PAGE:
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Can You Compost Weeds? What You Need To Know!

Compost Weed

Composting is an incredible way to reuse organic material from your garden and non-meat scraps from the kitchen. Even grass clippings and weeds can be added to your compost. By letting—and assisting—nature to do its thing, you’re getting beautiful mulch to help your garden thrive.

Some gardeners get apprehensive about putting weeds in their compost, though. It’s a normal reaction because when we think of weeds, we think of an invasive plant that chokes out what we’re trying to grow, thus belonging in the garbage. But many weeds are full of nutrients that benefit a compost pile.

With some weeds, there is the risk the spreading if not done right. Whether you’re composting them or not, you want to ensure you’re pulling weeds from your garden before they go to seed. As a general rule, you want to compost them before going to seed, but it’s not a big deal in some cases.

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Weeds in Hot Composting

Many gardeners will argue that hot composting is the only correct way to compost. Whether you agree with that or not, it’s one of the most common ways. Because of the temperatures that a hot compost will reach, there’s no reason to worry about seeds or germs surviving. So, as long as you maintain it properly, a hot compost heap is the most worry-free way to compost weeds. Here are a few tips to ensure your compost is the best it can be.

  • Pile-turning: There are cool spots in a compost heap that occur naturally. As you mix the pile, you ensure that all of the compost reaches adequate temperatures to kill any weed seeds.
  • Time: Composting doesn’t happen overnight. So, once you have your desired pile, don’t continue adding new material to it. Keep turning it until it is broken down and ready to spread. Suppose you add new material to a partially composted heap. In that case, it slows down the process, and you may end up spreading uncomposted material.
  • Compost your garden: Now that you’ve got some superfood for your plants, it’s time to spread it in the garden. But if your garden has any weeds, you’ll be feeding them this food, too. So, weed your garden beforehand to save yourself from extra stubborn weeds.
Image By: herb007, Pixabay

Weeds in Cold Composting

Unlike its counter-type, cold composting doesn’t involve any stirring. With this style, you will use a special composter. It allows you to take the compost from the bottom, which is ready to spread while adding new material to the top of the pile. This type of composting takes much less effort. However, it takes longer and isn’t ideal for composting weeds. Using weeds is not impossible with cold composting, though. Here are a few tips to keep in mind if you’re a cold composter.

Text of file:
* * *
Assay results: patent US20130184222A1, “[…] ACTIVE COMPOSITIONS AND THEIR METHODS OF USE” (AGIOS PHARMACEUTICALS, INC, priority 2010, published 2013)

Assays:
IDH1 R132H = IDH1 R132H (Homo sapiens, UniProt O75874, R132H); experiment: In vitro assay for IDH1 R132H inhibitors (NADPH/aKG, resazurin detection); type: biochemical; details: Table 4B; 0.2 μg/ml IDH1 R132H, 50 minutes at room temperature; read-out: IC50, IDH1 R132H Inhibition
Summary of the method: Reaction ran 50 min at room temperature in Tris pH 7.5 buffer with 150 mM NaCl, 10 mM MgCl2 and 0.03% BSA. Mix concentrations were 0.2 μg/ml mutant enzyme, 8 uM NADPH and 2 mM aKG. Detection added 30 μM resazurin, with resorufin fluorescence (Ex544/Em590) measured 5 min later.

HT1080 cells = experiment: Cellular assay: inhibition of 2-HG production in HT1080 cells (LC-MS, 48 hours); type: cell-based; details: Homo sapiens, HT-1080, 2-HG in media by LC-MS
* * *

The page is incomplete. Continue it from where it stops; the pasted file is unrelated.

• Pernicious weeds are a no-no: Certain perennial weeds will not die in a cold compost because they require a lot of heat to kill. Some common weeds to keep out of your compost are buttercups, quack grass, or morning glory. In addition to these weeds, you’ll also want to keep out any plants that spread with runners.
  • No seeds: Because hot compost reaches temperatures of up to 160 degrees, no seeds survive. This is not the case with cold compost. The temperature won’t get hot enough to kill the seeds, and once you spread the compost, you’ll be spreading fresh, well-fed weeds.
  • Prebake the weeds: If you don’t want any weeds to go to waste, it’s possible to kill the seeds before composting. This is accomplished by prebaking them, which can be done in several ways. Solarizing is a common method used to kill weeds. You put them in a black plastic bag and leave the bag in the sun for a few days. Another technique is laying them out on a metal tray in the sun. Once crispy, the seeds are dead, and they’re ready for the compost pile.
Hot Decompost
Image Credit: Antranias, Pixabay

Weeds as Liquid Fertilizer

If you don’t have a compost pile or don’t want to risk adding weeds, you can use them by making them into liquid fertilizer. You need a large, coverable container, weeds, and water. For example, fill a 45-gallon barrel with the weeds from your garden. Once it’s full of weeds, fill it with water and cover for around two weeks. When using it, dilute the liquid to about 15 to 1 for watering.

After using a bunch of it, you can fill the barrel with water again, and the water will continue to leach nutrients out of the weeds for around 4–6 months.

divider 1 Closing Thoughts

There’s no absolute right or wrong answer to whether you should compost weeds. On the one hand, many weeds are filled with nutrients that provide a healthy boost to your compost. On the other, they require extra work to ensure they aren’t doing more harm than good—especially if you’re using cold compost. If you’re willing to put in the work to learn a bit about composting weeds, they will make a great addition to your pile.

Featured Image Credit: photoAC, Pixabay


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